United Kingdom’s development finance firm, CDC is set to spend over $1Bn on Nigeria in investments as part of its post-Brexit plans.
If all goes according to plan, the U.K will leave the rest of the European Union in March, 2019.
CDC’s proposed investment in Nigeria is a large chunk of the $4.5bn investment that has been earmarked for some of Africa’s biggest economies.
CDC, which has investments ranging from listed Nigerian banks to an Ethiopian wine-maker and a safari lodge in Zimbabwe, aims to put as much as $4.5 billion into the continent in the next four years, which would almost triple its existing African portfolio of roughly $2.6 billion.
“A reasonable figure for Nigeria, given the size of its economy, would be about $1.2 billion,” Nicholas O’Donohoe, CDC’s chief executive officer, said in an interview in Lagos, Nigeria’s commercial capital.
The firm also hopes to open an office in Nairobi, and Lagos, in addition to its Johannesburg office. The Nigerian office will open next year, and start with 10 officials.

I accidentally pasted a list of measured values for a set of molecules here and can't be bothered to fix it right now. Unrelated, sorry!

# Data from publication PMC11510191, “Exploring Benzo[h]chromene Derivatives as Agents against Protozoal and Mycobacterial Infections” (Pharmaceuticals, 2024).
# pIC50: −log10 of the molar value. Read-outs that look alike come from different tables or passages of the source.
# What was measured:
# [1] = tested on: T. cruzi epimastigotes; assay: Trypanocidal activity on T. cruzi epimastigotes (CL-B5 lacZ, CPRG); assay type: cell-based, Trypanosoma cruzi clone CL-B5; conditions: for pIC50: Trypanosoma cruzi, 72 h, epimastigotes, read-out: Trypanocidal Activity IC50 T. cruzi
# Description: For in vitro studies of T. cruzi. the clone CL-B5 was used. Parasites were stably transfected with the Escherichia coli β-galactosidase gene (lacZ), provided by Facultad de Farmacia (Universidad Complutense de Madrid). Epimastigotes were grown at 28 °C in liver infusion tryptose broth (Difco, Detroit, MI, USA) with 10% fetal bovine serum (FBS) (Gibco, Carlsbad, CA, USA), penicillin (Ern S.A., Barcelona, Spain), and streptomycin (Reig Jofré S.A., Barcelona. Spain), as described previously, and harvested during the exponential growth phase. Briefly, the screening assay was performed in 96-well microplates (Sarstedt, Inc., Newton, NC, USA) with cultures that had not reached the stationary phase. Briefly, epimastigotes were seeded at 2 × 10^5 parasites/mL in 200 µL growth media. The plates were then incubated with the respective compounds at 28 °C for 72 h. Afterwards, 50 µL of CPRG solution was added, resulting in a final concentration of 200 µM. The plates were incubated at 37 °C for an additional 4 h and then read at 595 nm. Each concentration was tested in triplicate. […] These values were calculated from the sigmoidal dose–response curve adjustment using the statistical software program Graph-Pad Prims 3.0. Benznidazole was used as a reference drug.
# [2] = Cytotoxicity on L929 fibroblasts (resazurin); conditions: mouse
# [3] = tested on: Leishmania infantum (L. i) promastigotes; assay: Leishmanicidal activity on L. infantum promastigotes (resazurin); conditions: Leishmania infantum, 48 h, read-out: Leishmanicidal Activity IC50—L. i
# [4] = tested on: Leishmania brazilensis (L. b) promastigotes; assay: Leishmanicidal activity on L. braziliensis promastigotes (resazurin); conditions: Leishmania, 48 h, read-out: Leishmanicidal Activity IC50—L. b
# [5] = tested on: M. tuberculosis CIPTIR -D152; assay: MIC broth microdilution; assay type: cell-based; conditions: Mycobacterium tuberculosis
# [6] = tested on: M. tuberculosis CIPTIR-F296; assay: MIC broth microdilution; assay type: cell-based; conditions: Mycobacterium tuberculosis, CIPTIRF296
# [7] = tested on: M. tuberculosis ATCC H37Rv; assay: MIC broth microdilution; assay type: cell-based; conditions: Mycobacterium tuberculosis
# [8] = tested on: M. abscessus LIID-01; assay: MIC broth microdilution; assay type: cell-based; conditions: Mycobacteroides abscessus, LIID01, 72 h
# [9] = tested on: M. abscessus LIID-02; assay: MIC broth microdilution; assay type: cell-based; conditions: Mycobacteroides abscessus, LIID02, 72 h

CDC has been active in Nigeria, where it has $400 million of investments, for 70 years. It has injected money into companies directly as equity or debt, or through private-equity funds.
U.K. Prime Minister Theresa May visited South Africa, Nigeria and Kenya earlier this year, saying she wanted the country to become the G7’s biggest investor on the continent by 2022.
O’Donohoe said that the bank may increase its investments in some Nigeria’s major banks.
It currently has stakes in Nigerian lenders including Diamond Bank Plc, Guaranty Trust Bank Plc and Zenith Bank Plc.
The firm is also working hand-in-hand with the administrators of Kenya’s ARM Cement Ltd, part-owned by CDC and which has been exploring a sale since last year to help manage its debts.
The bank is looking towards Nigeria’s richest man, Aliko Dangote who is mulling buying over the company.
“We’re in the risk-taking business and that one did not work out well,” said O’Donohoe. “But it’s an attractive
CDC also hopes to invest more in East Africa as it weighs some Kenyan, and Ethiopian companies.
”CDC will still look to invest more in Kenya and other East African countries, including Ethiopia, Tenbite Ermias, head of Africa”, said in the same interview
“Ethiopia could be a big opportunity,” he said. “It depends on how the economy and politics progress.”